Leonardo also used lighting and shading very creatively in The Last Supper, this really contributed to making the painting complex. Usually shade and lighting was used for just detail of clothing and positioning which Leonardo did, however Leonardo also used several different levels of shading to express the soul and personality of the characters (Olga 7). The most distinctive uses of lighting and shade are on Judas and Christ. Since, Judas is the apostle who betrays Christ a shadow is depicted on him signifying that he is an impure contaminated soul. Christ on the other hand, has this light coming in from the windows behind him signifying his purity and holiness (Olga 7). Using light and shade to represent a character’s personality also results in the concept of never truly presenting Christ as a holy figure. This idea plays a role in supporting humanism by indirectly showing Christ’s holiness.

            I believe The Last Supper is one of the most interesting pieces of art ever created. It presents many different aspects of the Renaissance Society. It also portrays Leonardo’s personal perspective on a lot of religious view points. The Last Supper can be interpreted in so many different ways which contributes to why it is so complicated. It shows history about the concepts of art, such as the beginning of Humanism, when the society started to understand God created us to view his perfection, and humans are part of that, from this artistic detail advanced drastically, leading to the research of the body(Cassirer 1). The Last Supper presents so much more then just a painting and it is amazing how much you can learn about the Renaissance from really evaluating what the picture shows.

            In all, it is obvious that The Last Supper is the most complex painting from the Renaissance. It presents so many perspectives and points of view, that Leonardo’s intended meaning remains unknown (Cappadona 8). However, Leonardo did depict a new art style. The new idea of presenting holy figures as humans effected the artistic style with the use of symbols to suggest personal perspective within the art. Art also had an impact on the society, with humanism people started to realize God gave everyone an equal chance, and social statuses began to deteriorate because peasants became determined to excel and succeed as wealthy people (Cassirer 2). History is full of connections, Art was influenced by the society of the Italian Renaissance but art also influenced religious and political outlooks in the society, such as the idea of equal opportunity between all men (Cassirer 2).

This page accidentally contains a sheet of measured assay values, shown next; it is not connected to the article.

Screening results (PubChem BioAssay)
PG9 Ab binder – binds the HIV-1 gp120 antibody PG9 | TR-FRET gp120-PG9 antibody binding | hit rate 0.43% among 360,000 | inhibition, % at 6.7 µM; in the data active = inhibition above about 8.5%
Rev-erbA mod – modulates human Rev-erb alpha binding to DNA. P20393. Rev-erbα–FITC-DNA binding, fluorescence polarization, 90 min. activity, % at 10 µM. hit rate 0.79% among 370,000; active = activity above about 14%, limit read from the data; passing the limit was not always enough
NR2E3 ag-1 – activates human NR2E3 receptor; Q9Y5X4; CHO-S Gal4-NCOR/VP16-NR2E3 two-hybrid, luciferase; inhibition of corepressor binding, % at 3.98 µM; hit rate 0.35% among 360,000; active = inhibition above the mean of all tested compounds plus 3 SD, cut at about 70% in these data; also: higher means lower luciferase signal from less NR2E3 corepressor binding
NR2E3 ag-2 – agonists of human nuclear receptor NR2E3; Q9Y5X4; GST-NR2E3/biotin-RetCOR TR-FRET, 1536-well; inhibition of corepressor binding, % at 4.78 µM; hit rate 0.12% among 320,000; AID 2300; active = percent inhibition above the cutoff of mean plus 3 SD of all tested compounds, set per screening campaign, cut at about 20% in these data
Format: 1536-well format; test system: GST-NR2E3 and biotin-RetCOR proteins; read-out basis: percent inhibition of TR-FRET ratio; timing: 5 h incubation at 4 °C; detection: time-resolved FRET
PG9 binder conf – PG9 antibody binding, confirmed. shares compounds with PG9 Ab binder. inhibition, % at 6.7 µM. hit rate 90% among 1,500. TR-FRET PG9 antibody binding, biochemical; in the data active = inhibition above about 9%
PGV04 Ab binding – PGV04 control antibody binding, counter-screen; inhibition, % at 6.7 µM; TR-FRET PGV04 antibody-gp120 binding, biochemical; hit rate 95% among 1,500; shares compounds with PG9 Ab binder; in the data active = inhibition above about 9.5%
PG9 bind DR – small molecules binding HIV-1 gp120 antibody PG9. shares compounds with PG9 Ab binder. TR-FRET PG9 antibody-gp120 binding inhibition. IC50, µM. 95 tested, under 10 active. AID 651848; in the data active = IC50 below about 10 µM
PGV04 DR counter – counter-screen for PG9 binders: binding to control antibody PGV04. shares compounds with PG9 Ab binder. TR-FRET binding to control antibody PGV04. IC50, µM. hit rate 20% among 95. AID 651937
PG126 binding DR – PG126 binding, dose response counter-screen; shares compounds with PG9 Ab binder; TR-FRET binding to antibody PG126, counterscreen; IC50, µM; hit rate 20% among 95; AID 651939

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      Penny Sworth 

      3 years ago

      I quote your Hub: “In all, it is obvious that The Last Supper is the most complex painting from the Renaissance. It presents so many perspectives and points of view, that Leonardo’s intended meaning remains unknown (Cappadona 8)”.